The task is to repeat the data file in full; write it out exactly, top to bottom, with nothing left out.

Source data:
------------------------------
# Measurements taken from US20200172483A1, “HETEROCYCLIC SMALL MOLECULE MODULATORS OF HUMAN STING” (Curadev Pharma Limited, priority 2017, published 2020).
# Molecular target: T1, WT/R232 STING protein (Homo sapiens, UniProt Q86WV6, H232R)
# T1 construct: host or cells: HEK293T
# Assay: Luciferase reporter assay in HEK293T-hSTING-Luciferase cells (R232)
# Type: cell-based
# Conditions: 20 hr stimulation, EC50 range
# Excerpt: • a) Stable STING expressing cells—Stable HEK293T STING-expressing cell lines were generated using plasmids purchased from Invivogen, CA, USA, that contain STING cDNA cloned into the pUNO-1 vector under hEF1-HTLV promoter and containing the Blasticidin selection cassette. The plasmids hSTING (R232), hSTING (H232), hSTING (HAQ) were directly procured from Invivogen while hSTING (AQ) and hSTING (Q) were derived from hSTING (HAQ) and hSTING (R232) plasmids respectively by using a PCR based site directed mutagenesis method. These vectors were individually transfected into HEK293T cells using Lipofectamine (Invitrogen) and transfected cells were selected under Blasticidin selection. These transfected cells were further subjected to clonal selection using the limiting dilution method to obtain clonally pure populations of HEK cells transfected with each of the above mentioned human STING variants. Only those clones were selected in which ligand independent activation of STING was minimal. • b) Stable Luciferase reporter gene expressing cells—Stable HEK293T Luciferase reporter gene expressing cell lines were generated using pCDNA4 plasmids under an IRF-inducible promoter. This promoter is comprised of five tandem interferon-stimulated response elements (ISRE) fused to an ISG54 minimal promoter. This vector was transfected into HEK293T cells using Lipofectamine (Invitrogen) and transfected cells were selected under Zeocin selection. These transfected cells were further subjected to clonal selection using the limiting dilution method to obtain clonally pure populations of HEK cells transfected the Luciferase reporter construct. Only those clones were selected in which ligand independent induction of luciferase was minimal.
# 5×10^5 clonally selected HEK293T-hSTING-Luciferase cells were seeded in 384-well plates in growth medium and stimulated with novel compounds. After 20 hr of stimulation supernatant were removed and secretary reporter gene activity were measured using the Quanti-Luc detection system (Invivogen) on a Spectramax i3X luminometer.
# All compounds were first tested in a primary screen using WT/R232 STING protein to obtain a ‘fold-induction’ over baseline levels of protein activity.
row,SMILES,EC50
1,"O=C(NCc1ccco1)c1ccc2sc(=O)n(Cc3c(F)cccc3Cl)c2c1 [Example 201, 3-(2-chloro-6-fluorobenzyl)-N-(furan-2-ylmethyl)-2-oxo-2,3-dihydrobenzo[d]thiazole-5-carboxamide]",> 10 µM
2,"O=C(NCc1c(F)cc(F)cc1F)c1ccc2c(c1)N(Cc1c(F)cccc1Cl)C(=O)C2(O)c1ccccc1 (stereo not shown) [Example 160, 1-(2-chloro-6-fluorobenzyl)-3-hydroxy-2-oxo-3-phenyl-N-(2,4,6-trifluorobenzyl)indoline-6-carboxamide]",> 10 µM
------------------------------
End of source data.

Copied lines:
# Measurements taken from US20200172483A1, “HETEROCYCLIC SMALL MOLECULE MODULATORS OF HUMAN STING” (Curadev Pharma Limited, priority 2017, published 2020).
# Molecular target: T1, WT/R232 STING protein (Homo sapiens, UniProt Q86WV6, H232R)
# T1 construct: host or cells: HEK293T
# Assay: Luciferase reporter assay in HEK293T-hSTING-Luciferase cells (R232)
# Type: cell-based
# Conditions: 20 hr stimulation, EC50 range
# Excerpt: • a) Stable STING expressing cells—Stable HEK293T STING-expressing cell lines were generated using plasmids purchased from Invivogen, CA, USA, that contain STING cDNA cloned into the pUNO-1 vector under hEF1-HTLV promoter and containing the Blasticidin selection cassette. The plasmids hSTING (R232), hSTING (H232), hSTING (HAQ) were directly procured from Invivogen while hSTING (AQ) and hSTING (Q) were derived from hSTING (HAQ) and hSTING (R232) plasmids respectively by using a PCR based site directed mutagenesis method. These vectors were individually transfected into HEK293T cells using Lipofectamine (Invitrogen) and transfected cells were selected under Blasticidin selection. These transfected cells were further subjected to clonal selection using the limiting dilution method to obtain clonally pure populations of HEK cells transfected with each of the above mentioned human STING variants. Only those clones were selected in which ligand independent activation of STING was minimal. • b) Stable Luciferase reporter gene expressing cells—Stable HEK293T Luciferase reporter gene expressing cell lines were generated using pCDNA4 plasmids under an IRF-inducible promoter. This promoter is comprised of five tandem interferon-stimulated response elements (ISRE) fused to an ISG54 minimal promoter. This vector was transfected into HEK293T cells using Lipofectamine (Invitrogen) and transfected cells were selected under Zeocin selection. These transfected cells were further subjected to clonal selection using the limiting dilution method to obtain clonally pure populations of HEK cells transfected the Luciferase reporter construct. Only those clones were selected in which ligand independent induction of luciferase was minimal.
# 5×10^5 clonally selected HEK293T-hSTING-Luciferase cells were seeded in 384-well plates in growth medium and stimulated with novel compounds. After 20 hr of stimulation supernatant were removed and secretary reporter gene activity were measured using the Quanti-Luc detection system (Invivogen) on a Spectramax i3X luminometer.
# All compounds were first tested in a primary screen using WT/R232 STING protein to obtain a ‘fold-induction’ over baseline levels of protein activity.
row,SMILES,EC50
1,"O=C(NCc1ccco1)c1ccc2sc(=O)n(Cc3c(F)cccc3Cl)c2c1 [Example 201, 3-(2-chloro-6-fluorobenzyl)-N-(furan-2-ylmethyl)-2-oxo-2,3-dihydrobenzo[d]thiazole-5-carboxamide]",> 10 µM
2,"O=C(NCc1c(F)cc(F)cc1F)c1ccc2c(c1)N(Cc1c(F)cccc1Cl)C(=O)C2(O)c1ccccc1 (stereo not shown) [Example 160, 1-(2-chloro-6-fluorobenzyl)-3-hydroxy-2-oxo-3-phenyl-N-(2,4,6-trifluorobenzyl)indoline-6-carboxamide]",> 10 µM